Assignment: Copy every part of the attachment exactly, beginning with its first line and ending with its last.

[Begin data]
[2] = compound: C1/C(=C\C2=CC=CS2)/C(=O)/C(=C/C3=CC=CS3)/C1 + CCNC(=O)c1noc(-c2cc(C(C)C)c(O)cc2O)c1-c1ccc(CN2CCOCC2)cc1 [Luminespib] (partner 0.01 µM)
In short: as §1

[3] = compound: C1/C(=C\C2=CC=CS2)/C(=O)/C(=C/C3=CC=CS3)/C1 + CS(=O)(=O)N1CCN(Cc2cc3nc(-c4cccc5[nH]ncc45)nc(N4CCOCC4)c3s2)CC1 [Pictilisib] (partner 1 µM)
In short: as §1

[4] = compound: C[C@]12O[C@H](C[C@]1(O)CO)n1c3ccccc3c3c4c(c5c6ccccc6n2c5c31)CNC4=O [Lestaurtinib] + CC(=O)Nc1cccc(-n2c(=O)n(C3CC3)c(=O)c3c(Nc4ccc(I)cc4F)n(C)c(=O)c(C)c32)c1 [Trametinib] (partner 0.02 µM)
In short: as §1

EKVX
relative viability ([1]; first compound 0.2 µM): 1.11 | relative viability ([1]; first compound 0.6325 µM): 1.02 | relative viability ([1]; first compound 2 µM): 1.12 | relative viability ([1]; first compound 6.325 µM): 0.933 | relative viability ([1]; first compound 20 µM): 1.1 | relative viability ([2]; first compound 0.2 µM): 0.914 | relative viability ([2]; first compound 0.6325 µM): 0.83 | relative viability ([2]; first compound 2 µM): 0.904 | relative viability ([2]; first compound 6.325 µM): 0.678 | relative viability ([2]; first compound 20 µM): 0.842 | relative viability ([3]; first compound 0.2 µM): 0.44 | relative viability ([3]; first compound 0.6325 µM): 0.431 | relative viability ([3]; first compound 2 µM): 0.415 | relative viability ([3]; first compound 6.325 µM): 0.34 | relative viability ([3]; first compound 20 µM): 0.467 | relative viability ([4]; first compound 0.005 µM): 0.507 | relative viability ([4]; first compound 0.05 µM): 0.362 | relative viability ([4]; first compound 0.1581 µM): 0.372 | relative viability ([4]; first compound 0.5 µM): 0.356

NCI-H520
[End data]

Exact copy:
[2] = compound: C1/C(=C\C2=CC=CS2)/C(=O)/C(=C/C3=CC=CS3)/C1 + CCNC(=O)c1noc(-c2cc(C(C)C)c(O)cc2O)c1-c1ccc(CN2CCOCC2)cc1 [Luminespib] (partner 0.01 µM)
In short: as §1

[3] = compound: C1/C(=C\C2=CC=CS2)/C(=O)/C(=C/C3=CC=CS3)/C1 + CS(=O)(=O)N1CCN(Cc2cc3nc(-c4cccc5[nH]ncc45)nc(N4CCOCC4)c3s2)CC1 [Pictilisib] (partner 1 µM)
In short: as §1

[4] = compound: C[C@]12O[C@H](C[C@]1(O)CO)n1c3ccccc3c3c4c(c5c6ccccc6n2c5c31)CNC4=O [Lestaurtinib] + CC(=O)Nc1cccc(-n2c(=O)n(C3CC3)c(=O)c3c(Nc4ccc(I)cc4F)n(C)c(=O)c(C)c32)c1 [Trametinib] (partner 0.02 µM)
In short: as §1

EKVX
relative viability ([1]; first compound 0.2 µM): 1.11 | relative viability ([1]; first compound 0.6325 µM): 1.02 | relative viability ([1]; first compound 2 µM): 1.12 | relative viability ([1]; first compound 6.325 µM): 0.933 | relative viability ([1]; first compound 20 µM): 1.1 | relative viability ([2]; first compound 0.2 µM): 0.914 | relative viability ([2]; first compound 0.6325 µM): 0.83 | relative viability ([2]; first compound 2 µM): 0.904 | relative viability ([2]; first compound 6.325 µM): 0.678 | relative viability ([2]; first compound 20 µM): 0.842 | relative viability ([3]; first compound 0.2 µM): 0.44 | relative viability ([3]; first compound 0.6325 µM): 0.431 | relative viability ([3]; first compound 2 µM): 0.415 | relative viability ([3]; first compound 6.325 µM): 0.34 | relative viability ([3]; first compound 20 µM): 0.467 | relative viability ([4]; first compound 0.005 µM): 0.507 | relative viability ([4]; first compound 0.05 µM): 0.362 | relative viability ([4]; first compound 0.1581 µM): 0.372 | relative viability ([4]; first compound 0.5 µM): 0.356

NCI-H520